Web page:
Larry Crowne: Doing That Thing He Does

By Beckii CMovies - 08 July 2011 4:56 PM | Updated 5:16 PM

Larry Crowne: Doing That Thing He Does

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Rating: 2 stars out of 5

If every movie that Tom Hanks has ever been in were pudding, it'd be warm vanilla. But instead of being served cold and somewhat firm, it’s the kind that’s tepid and a little bit bland. Then there’s also the other issue of the man earning himself a lifetime pass for all the classics he’s contributed since 1980: Toy Story, Philadelphia, Big and Road to Perdition, just to name a few.

In Larry Crowne, Hanks, along with co-writer Nia Vardolos (My Big Fat Greek Wedding) injects the same easy-going vibe he managed so effortlessly in That Thing You Do! - the first film he directed and wrote. Yet there’s something unsettling about the earnest but empty charm of the film; Hanks takes an overly simplistic view of his cinematic world, and imbues his characters with the same naïve mind-sets. And it’s this complete lack of emotional conflict that makes the film quite tedious to watch.

Hanks stars in the titular role of Crowne, a 20-year veteran of the Navy, where he served as a cook before retiring and taking up a position in retail sales. In typical Hanks fashion, Crowne approaches his job with vigorous zeal, but is nonetheless laid off because he doesn’t have a college education. His neighbour and best friend (a mildly funny Cedric the Entertainer) convinces him to go back to school and Larry decides to sign up at a local community college. That’s not before bartering for a scooter, which quickly earns him a friendship with free-spirited classmate Talia (Gugu Mbatha-Raw), who in turn helps him on the road to a lifetime of happiness.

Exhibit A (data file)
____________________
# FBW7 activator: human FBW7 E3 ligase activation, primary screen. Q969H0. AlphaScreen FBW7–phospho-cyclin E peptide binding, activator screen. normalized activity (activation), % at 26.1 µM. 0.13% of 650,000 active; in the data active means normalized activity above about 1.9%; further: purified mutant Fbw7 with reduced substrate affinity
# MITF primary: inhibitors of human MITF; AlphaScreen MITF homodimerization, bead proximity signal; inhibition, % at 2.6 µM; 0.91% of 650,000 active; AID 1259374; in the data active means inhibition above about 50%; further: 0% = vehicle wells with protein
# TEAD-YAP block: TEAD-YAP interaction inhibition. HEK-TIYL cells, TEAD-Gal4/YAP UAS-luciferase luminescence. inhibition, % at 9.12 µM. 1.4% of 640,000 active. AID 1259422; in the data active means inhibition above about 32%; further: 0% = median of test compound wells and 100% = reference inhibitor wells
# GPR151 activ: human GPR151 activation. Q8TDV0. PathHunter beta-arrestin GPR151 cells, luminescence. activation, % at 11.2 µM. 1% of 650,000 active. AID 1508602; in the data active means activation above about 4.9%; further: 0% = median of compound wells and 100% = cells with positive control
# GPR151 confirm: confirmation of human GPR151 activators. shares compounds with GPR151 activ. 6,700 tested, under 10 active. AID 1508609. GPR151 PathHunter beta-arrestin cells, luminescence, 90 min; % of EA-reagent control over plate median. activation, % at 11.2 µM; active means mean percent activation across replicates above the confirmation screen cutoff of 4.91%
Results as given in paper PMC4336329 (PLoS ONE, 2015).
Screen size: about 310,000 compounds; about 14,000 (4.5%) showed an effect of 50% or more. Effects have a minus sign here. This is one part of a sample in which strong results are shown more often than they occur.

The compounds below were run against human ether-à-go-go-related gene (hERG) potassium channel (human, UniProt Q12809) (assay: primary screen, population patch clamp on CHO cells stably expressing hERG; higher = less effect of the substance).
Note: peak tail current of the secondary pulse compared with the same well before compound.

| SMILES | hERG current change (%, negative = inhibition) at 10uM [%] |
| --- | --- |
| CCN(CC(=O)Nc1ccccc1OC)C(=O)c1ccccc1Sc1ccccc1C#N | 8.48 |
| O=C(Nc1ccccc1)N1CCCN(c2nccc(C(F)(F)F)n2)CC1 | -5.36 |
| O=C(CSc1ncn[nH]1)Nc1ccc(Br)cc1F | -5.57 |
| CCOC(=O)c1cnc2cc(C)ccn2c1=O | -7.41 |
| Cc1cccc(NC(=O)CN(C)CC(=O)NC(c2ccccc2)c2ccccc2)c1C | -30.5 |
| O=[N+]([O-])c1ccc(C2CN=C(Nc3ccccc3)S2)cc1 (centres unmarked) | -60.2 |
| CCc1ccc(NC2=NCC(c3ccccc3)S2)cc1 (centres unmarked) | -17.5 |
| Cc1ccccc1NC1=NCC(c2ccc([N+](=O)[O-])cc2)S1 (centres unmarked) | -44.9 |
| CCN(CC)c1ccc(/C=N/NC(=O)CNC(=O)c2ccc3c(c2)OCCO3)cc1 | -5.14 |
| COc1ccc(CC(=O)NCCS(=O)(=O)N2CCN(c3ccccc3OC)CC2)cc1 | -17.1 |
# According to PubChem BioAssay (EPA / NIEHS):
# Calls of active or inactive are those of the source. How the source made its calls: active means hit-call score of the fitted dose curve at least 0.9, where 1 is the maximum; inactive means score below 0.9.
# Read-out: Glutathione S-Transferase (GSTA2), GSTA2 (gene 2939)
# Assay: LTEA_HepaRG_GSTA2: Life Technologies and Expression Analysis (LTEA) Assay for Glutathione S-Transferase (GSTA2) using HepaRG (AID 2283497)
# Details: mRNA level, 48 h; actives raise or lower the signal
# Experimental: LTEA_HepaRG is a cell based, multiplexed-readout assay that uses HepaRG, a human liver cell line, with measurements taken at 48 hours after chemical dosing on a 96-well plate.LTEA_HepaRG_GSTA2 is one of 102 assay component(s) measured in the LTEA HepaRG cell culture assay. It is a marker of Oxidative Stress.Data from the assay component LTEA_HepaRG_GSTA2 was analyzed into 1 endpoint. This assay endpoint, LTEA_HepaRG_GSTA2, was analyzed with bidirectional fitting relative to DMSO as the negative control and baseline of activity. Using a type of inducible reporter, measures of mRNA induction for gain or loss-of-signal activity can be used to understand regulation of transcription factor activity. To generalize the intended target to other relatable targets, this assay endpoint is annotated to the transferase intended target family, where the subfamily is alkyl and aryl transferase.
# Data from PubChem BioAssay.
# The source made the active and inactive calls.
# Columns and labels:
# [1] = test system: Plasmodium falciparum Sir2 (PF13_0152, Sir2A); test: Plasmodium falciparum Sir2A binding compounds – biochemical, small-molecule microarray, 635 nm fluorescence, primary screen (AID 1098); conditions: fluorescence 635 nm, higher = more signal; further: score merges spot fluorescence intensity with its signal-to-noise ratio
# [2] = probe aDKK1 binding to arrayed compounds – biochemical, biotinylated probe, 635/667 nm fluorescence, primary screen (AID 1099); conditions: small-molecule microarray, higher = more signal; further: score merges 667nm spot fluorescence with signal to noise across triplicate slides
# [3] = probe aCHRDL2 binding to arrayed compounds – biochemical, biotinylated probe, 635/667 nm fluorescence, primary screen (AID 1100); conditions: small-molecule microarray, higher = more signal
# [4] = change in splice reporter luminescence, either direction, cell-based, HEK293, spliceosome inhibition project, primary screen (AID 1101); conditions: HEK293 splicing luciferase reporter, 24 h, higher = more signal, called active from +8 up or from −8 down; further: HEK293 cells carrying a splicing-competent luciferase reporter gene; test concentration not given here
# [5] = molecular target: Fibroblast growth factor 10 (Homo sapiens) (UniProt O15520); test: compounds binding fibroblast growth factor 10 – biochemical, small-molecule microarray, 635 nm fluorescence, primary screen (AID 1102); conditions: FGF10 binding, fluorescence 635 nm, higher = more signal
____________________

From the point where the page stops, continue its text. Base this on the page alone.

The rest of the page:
Part of Larry’s curriculum includes a speech course taught by Mercedes Tainot (Julia Roberts), a cynical (in a light, frothy way of course) teacher also dealing with a good-for-nothing, aspiring-author husband (Brian Cranston in his element) who sits around all day watching internet porn instead of writing his book. As the story rolls along, Larry slowly but surely bands with his class of colourful personalities and Mercedes finds herself falling for Larry. Although we don’t really see how their relationship develops and their chemistry comes across more platonic than romantic. You’re sort of forced to believe it, simply because he’s Tom Hanks and she’s Julia Roberts.  

The rest of the cast is wonderfully likeable. Emmy award-winning Cranston is quite hilarious playing a horny jerk, as is Bob Stephenson’s deadpan comedic style and Grace Gummel’s (also Meryl Streep’s daughter) pasta speech. Even notorious Wilmer Valderrama, playing Talia’s over protective boyfriend, seems to have retained much of his That 70s Show’s awkward humour.

In addition there’s George Takei of Star Trek fame supplying more laughs as a straight-laced, meticulous Economics professor. For years, Roberts’ appeal has remained debatable – some find her wide smile and overall girl-next-door allure infectious, others want to keep her away from small children. In Larry Crowne, she doesn’t deviate too far from her role in last year’s stinker Eat Pray Love, and basically coasts along by flipping her perfect brunette curls, acting drunk and flashing that signature grin. Hanks, being Hanks, brings sparkle to an otherwise rather sluggish script. Though ultimately, the movie feels like it’s sinking under its own affable charm, cruising on the general likability of its cast, director and weak aphorisms.

Larry Crowne dallies around for an hour and a half or so and eventually comes to a sputtering halt, never finding friction in its characters or giving the audience any real satisfaction. It’s like Forest Gump Lite, where you know all you’re going to get is a box of cheap chocolates.